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Chemical-Free Farming to the Rescue
Wednesday, 06 September, 2017 | 14:30 WIB
Chemical-Free Farming to the Rescue

TEMPO.CO, Jakarta,

The Leap to Organic Farming

Rahmat Organik started an organic farming field school at Makamenggit, East Sumba Regency. Farmers who adopted his method have increased their rice yields up to 50 percent. 

IT was only 6 o'clock in the morning, but Andreas Ndahwali was already up. He left his small hut near a small 60-acre farm at Waingapu, East Sumba Regency, East Nusa Tenggara (NTT), to inspect his young paddy plants. Compost fertilizer was piled not far from the field. "I've been doing organic farming and making my own fertilizer," said the 29-year-old farmer.

He also uses liquid fertilizer made of fermented chicken manure. Not many farmers in his village in the Prailiu Subdistrict apply the method, said Andreas, as most still opt for chemical fertilizer and pesticides. 

Andreas himself only learned about organic farming three years ago. He realized that the method was healthier and more environmentally friendly. "I also get better yields compared to before I switched to organic farming."

Nowadays, his usual harvest comes to four or five tons of paddy, a significant increase from his previous only one to two tons. He harvests three times a year, twice for paddy and once for fruits and vegetables, earning Rp11 million to Rp12 million each time.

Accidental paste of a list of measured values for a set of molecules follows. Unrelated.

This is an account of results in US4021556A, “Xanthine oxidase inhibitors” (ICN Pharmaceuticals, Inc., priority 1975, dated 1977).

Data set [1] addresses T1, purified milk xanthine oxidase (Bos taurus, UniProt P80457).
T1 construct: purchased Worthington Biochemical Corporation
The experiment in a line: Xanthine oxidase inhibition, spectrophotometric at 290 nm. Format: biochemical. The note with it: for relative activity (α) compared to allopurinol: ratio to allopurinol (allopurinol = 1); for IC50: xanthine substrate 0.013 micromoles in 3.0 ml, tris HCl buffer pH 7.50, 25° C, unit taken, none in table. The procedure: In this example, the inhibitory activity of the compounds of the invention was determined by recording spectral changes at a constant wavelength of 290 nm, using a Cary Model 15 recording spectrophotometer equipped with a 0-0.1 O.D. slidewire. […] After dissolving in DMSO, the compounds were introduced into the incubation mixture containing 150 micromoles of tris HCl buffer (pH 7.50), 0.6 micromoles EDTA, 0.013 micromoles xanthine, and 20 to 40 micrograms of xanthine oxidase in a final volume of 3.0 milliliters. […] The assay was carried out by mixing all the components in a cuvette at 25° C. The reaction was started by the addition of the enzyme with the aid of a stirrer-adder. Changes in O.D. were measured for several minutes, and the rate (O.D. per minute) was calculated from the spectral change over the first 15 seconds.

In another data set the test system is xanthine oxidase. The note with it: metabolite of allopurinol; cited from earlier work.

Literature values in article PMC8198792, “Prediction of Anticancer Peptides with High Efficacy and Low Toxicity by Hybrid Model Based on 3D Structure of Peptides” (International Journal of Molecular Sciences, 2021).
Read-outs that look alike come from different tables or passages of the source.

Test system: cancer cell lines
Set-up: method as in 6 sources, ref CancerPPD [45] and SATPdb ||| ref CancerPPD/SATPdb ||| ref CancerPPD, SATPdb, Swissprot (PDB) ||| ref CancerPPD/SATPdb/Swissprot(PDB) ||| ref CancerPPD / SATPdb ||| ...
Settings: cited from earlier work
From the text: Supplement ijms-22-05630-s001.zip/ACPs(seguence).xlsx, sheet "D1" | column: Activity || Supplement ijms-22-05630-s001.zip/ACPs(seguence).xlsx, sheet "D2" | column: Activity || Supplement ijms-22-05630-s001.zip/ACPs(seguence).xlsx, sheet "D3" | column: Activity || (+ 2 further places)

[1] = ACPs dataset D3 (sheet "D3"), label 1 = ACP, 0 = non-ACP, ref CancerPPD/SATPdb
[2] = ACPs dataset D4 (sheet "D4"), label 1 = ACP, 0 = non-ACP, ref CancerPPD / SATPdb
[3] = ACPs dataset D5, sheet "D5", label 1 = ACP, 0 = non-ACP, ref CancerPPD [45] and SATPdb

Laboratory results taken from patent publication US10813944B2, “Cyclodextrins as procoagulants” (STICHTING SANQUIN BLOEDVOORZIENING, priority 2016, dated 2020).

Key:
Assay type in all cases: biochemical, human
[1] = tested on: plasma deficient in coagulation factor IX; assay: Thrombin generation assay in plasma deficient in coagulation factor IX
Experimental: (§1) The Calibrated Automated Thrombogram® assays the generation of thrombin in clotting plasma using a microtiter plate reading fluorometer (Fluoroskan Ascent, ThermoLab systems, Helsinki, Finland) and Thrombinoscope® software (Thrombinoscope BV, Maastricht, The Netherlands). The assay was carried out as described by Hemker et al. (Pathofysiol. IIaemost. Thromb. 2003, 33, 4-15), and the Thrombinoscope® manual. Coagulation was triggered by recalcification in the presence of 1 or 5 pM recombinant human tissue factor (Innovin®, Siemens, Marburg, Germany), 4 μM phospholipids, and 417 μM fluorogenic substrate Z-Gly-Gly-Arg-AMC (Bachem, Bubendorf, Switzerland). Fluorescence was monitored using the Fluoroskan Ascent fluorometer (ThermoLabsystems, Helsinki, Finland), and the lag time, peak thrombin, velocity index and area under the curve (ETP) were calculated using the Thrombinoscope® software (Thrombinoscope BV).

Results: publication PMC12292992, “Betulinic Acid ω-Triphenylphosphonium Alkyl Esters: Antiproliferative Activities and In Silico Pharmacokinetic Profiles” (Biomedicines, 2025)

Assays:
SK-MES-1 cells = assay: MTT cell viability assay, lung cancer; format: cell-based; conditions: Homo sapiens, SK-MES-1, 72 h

It is also cheaper to produce his own fertilizer. Andreas used to spend around Rp3 million per month to buy chemical fertilizer. But by using available resources to produce his own compost and liquid fertilizer, he only spends at most Rp700,000.

He learned about organic farming from Rahmat, a man who is passionate when it comes to spreading the organic technique across the Sumba Island. Because of his efforts, he is now known as Rahmat Organik. "I joined up when he came and conducted a pilot program here," said Andreas.

But people were already accustomed to using chemical products, which caused the soil to lose many of its nutrients. It took one year for Andreas' soil to become fertile again and to produce a significant yield. 

Andreas can now enjoy his hard work. His rows of green paddy plants are growing well. He also grows watermelon, lettuce, chili, and tomato on a smaller plot of land. "Mainly for our own consumption, but we also sell some," he said.

Rahmat came to Sumba in January 2012, during a time when the island was suffering from food shortage due to El Niño. Many non-profit organizations had come in to help, including the Indonesian Farmers Association for Pest Control, or IPPHTI. "Other people were donating rice, sugar and other types of food. I came only with my laptop," Rahmat said. "Some people laughed at us."

But the IPPHTI wanted to avoid giving out donations that would simply run out. Instead, they wanted the Sumba people to understand the issues of food security, so that the entire community would be better prepared should another disaster occur. 

Rahmat opened the Organic Farming Field School (SLPO) at Makamenggit, East Sumba, in collaboration with a local church and Diakonie Katastrophenhilfe, a humanitarian NGO from Germany.

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